Media

MediaRoom: Stuff floating on cloud Nine

What is to become of Stuff Ltd, owner of the country's biggest news website, big community website Neighbourly and a substantial stable of metro and regional newspapers?

Its owner, Australia's Nine Entertainment, could not find a buyer by its (extended) deadline of June 30 so has opted to keep running the company until some solution presents itself.

Nine's chief executive Hugh Marks was here last month deciding what to do with this unwanted but undiscarded asset and he spoke of "positioning ourselves for a brighter future".

If he wants bright, he could focus on some of Stuff's journalism projects which continue to innovate and continue to reach two million people a month online, easily the largest audience in New Zealand.

Not so bright right now is the financial outlook. Stuff's profit and advertising revenues continue to fall at steep declines annually (14 percent down in revenues and 23 percent down in profit for the first half of this financial year) and sales of its newspapers are shrinking at a pace well beyond that affecting its major media rival NZME.

If Nine is now to run Stuff, rather than flick it as it did its regional newspaper company in Australia, it will need to start reducing costs. Marks told Stuff.co.nz bidders for the company had appeared to believe Stuff's profits would continue to slide, something he disagreed with.

So, to stop profits sliding and achieve an acceptable return from the Kiwi business in a highly challenged advertising market, Nine will need to make any cuts to its expenses substantial and lasting.

Hygiene and cleansing

Marks spoke of "some hygiene and strategy on the ad sales side that should really lead to some positive differences" - which was ominous. Hygiene in corporate speak often means a ritual cleansing or removals.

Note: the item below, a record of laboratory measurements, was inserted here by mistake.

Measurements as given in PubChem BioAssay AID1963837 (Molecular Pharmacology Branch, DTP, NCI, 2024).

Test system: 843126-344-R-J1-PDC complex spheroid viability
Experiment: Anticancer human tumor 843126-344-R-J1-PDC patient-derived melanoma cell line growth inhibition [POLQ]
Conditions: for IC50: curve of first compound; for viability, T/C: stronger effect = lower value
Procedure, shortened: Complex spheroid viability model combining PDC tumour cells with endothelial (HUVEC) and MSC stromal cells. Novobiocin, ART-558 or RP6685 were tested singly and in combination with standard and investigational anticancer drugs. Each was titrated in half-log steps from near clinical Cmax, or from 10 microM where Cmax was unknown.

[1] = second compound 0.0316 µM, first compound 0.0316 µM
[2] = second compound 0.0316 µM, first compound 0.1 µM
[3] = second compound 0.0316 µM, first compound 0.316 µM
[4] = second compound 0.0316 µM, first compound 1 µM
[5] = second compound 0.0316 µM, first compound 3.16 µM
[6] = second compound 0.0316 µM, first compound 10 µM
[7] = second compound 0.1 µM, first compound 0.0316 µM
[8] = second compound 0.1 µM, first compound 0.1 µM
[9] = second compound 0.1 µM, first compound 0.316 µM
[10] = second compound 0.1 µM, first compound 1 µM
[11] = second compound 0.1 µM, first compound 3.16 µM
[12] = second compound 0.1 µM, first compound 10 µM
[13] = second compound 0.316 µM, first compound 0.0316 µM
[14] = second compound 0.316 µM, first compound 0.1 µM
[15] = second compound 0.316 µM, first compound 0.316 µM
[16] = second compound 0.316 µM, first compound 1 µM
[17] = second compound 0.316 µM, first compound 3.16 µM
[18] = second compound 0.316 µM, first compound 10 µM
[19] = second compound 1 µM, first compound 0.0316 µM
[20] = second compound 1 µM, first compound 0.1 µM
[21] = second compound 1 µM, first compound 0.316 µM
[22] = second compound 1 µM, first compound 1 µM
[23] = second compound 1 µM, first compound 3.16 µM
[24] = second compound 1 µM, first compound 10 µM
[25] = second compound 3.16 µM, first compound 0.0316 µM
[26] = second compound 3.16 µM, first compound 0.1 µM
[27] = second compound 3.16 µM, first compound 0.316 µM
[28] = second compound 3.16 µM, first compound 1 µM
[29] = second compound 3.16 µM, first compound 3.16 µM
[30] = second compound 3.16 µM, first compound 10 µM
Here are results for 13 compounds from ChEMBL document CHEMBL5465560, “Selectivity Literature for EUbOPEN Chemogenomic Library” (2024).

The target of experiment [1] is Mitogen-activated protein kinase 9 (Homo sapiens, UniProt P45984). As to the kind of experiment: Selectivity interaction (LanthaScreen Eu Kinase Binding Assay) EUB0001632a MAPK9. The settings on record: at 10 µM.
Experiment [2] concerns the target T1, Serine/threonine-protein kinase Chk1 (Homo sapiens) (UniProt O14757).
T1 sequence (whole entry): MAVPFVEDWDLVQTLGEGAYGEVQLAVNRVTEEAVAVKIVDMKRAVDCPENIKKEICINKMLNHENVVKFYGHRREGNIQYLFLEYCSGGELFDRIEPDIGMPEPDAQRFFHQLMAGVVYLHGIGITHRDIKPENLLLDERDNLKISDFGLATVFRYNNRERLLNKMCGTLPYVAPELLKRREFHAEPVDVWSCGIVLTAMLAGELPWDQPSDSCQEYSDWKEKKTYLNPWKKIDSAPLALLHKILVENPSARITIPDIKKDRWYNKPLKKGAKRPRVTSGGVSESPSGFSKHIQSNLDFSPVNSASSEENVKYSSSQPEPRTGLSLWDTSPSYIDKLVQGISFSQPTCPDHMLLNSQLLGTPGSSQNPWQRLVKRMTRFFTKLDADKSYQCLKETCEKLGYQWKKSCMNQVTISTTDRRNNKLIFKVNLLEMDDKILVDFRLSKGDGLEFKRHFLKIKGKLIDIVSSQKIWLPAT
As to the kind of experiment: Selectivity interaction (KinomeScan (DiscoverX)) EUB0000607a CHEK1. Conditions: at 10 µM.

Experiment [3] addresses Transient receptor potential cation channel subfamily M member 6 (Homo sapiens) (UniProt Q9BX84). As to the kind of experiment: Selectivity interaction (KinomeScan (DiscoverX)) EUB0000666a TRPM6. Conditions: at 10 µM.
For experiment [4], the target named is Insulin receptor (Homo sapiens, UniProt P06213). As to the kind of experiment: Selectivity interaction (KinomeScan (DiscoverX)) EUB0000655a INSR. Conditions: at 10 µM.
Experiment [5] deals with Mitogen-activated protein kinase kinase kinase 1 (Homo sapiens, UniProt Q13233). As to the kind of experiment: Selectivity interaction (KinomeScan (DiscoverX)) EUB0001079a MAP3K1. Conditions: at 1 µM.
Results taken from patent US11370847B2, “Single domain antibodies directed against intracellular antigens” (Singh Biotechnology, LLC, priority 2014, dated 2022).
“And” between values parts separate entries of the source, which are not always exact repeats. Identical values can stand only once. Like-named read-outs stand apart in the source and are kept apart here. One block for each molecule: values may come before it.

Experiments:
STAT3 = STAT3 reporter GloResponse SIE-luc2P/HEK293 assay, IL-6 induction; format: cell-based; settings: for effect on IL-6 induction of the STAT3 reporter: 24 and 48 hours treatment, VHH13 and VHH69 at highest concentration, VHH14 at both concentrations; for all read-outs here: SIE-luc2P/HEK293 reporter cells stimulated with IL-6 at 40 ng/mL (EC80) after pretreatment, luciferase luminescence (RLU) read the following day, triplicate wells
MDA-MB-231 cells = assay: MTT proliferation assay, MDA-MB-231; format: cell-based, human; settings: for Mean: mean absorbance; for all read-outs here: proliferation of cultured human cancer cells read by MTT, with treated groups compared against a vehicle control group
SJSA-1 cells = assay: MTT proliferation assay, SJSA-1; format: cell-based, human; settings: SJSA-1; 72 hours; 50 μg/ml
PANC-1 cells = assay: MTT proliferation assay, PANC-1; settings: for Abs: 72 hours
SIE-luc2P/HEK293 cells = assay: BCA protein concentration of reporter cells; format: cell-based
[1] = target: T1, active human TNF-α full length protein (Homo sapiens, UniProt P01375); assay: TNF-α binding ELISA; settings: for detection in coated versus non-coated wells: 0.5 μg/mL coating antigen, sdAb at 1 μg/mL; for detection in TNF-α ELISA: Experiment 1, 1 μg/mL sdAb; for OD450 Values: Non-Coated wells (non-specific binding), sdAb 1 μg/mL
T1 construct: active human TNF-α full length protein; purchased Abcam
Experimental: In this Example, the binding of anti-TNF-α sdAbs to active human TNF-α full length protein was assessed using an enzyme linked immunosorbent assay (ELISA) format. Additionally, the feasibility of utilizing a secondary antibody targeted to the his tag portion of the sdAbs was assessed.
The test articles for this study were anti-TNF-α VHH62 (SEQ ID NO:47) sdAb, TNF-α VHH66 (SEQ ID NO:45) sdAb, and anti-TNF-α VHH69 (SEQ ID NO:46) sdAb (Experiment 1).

He also said: "The thing we need to do now for Stuff is to prove to the market that actually we can stabilise its financial performance at a profitability level. Once you do that, then everyone's perception of the business will change quite dramatically."

Stand by for some big calls. Stuff has not been sitting on its hands under previous owner Fairfax Media. It closed or sold dozens of community and specialist newspaper titles last year with the loss of scores of jobs. It made its Marlborough daily paper a twice-a-week product. It cut its regional sports journalists, its lifestyle editorial team, Auckland community reporters and nine of 65 news directors.  

The low-hanging fruit, in business parlance, has been picked and consumed. Some of the higher stuff is gone.

Now it gets to root and branch changes.

A Trans-Tasman distraction

Nine made it clear when it merged with Fairfax last year that the New Zealand and regional newspaper businesses would be a distraction for head office executives. But right now they are living that distraction. They have a full year financial result to announce in a fortnight in Sydney and Stuff's contribution to revenues and profit just can't be worth much of that executive time.

If the boom drops, what could go first?

Could one of its two Sunday newspapers, Sunday News, be finally put out of its misery (it sells just 12,062 copies a week)? Or more of the regional papers reduced to bi-weeklies or even closed for good: the once mighty Waikato Times is a shadow of its former circulation, and papers in Taranaki, Southland, Timaru and Nelson must be on the list for a financial hygiene check under Nine.

You'd have to think The Press, Christchurch, which has risen to the challenges of that city's bleakest hours, would be safe from downgrade or closure, as must be the Dominion Post in Wellington, serving as it does the capital city and appearing on the radar daily of the country's political and bureaucratic power brokers. But as notionally important as they are, both have slipped to 39,000 sales a day from 90,000 a few years ago and their advertising is relatively thin apart from on Saturdays.

Too big to break up?

The big Stuff.co.nz website calls on journalism and advertising sales from within all those centres, so would continue to need that support irrespective of the fate of the print editions, an integration that makes it difficult to sell the digital asset shorn of legacy costs.

Stuff has tried other digital ventures, like a power company, video streaming, a broadband fibre business and the Neighbourly community website. This week it announced Play Stuff - a new home for video content from a number of local and international sources.

These ideas might all have merit. Some might bring in some money. But they and the legacy print and digital news businesses have to start improving the bottom line sometime soon to keep holding Nine's cost guys at bay.

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